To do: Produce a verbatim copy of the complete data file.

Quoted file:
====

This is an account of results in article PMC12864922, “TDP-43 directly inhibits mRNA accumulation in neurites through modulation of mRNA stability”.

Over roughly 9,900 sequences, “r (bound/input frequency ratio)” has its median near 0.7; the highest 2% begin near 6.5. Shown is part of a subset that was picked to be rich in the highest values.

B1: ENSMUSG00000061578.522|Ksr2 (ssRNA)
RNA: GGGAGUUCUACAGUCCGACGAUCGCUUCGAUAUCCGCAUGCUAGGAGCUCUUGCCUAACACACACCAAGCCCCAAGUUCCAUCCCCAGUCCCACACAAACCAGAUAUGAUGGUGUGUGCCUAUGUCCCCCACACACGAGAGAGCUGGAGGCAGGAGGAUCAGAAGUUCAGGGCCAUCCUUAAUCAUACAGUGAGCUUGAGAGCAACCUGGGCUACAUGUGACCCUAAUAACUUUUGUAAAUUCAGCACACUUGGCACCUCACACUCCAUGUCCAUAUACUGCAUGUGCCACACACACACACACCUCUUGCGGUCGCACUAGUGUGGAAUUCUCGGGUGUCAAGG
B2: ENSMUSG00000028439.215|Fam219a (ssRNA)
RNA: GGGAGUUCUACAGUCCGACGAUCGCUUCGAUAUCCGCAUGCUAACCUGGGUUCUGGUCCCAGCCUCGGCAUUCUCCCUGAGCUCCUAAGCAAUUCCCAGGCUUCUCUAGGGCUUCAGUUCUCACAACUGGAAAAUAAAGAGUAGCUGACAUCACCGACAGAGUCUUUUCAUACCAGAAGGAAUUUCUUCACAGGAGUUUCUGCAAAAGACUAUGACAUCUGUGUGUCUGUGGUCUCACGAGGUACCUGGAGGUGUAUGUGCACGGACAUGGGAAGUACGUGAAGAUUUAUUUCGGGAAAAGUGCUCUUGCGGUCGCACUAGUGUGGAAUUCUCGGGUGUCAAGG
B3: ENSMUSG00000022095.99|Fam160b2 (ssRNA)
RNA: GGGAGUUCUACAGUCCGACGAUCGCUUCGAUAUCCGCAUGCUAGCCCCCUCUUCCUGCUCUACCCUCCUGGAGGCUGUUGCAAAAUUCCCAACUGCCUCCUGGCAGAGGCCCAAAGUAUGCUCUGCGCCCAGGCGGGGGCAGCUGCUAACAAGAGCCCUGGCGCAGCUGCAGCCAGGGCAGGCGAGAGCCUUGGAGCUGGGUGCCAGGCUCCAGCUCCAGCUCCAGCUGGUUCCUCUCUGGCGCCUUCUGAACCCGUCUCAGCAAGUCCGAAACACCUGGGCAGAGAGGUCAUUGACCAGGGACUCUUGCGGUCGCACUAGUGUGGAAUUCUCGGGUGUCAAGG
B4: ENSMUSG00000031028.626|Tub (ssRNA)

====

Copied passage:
This is an account of results in article PMC12864922, “TDP-43 directly inhibits mRNA accumulation in neurites through modulation of mRNA stability”.

Over roughly 9,900 sequences, “r (bound/input frequency ratio)” has its median near 0.7; the highest 2% begin near 6.5. Shown is part of a subset that was picked to be rich in the highest values.

B1: ENSMUSG00000061578.522|Ksr2 (ssRNA)
RNA: GGGAGUUCUACAGUCCGACGAUCGCUUCGAUAUCCGCAUGCUAGGAGCUCUUGCCUAACACACACCAAGCCCCAAGUUCCAUCCCCAGUCCCACACAAACCAGAUAUGAUGGUGUGUGCCUAUGUCCCCCACACACGAGAGAGCUGGAGGCAGGAGGAUCAGAAGUUCAGGGCCAUCCUUAAUCAUACAGUGAGCUUGAGAGCAACCUGGGCUACAUGUGACCCUAAUAACUUUUGUAAAUUCAGCACACUUGGCACCUCACACUCCAUGUCCAUAUACUGCAUGUGCCACACACACACACACCUCUUGCGGUCGCACUAGUGUGGAAUUCUCGGGUGUCAAGG
B2: ENSMUSG00000028439.215|Fam219a (ssRNA)
RNA: GGGAGUUCUACAGUCCGACGAUCGCUUCGAUAUCCGCAUGCUAACCUGGGUUCUGGUCCCAGCCUCGGCAUUCUCCCUGAGCUCCUAAGCAAUUCCCAGGCUUCUCUAGGGCUUCAGUUCUCACAACUGGAAAAUAAAGAGUAGCUGACAUCACCGACAGAGUCUUUUCAUACCAGAAGGAAUUUCUUCACAGGAGUUUCUGCAAAAGACUAUGACAUCUGUGUGUCUGUGGUCUCACGAGGUACCUGGAGGUGUAUGUGCACGGACAUGGGAAGUACGUGAAGAUUUAUUUCGGGAAAAGUGCUCUUGCGGUCGCACUAGUGUGGAAUUCUCGGGUGUCAAGG
B3: ENSMUSG00000022095.99|Fam160b2 (ssRNA)
RNA: GGGAGUUCUACAGUCCGACGAUCGCUUCGAUAUCCGCAUGCUAGCCCCCUCUUCCUGCUCUACCCUCCUGGAGGCUGUUGCAAAAUUCCCAACUGCCUCCUGGCAGAGGCCCAAAGUAUGCUCUGCGCCCAGGCGGGGGCAGCUGCUAACAAGAGCCCUGGCGCAGCUGCAGCCAGGGCAGGCGAGAGCCUUGGAGCUGGGUGCCAGGCUCCAGCUCCAGCUCCAGCUGGUUCCUCUCUGGCGCCUUCUGAACCCGUCUCAGCAAGUCCGAAACACCUGGGCAGAGAGGUCAUUGACCAGGGACUCUUGCGGUCGCACUAGUGUGGAAUUCUCGGGUGUCAAGG
B4: ENSMUSG00000031028.626|Tub (ssRNA)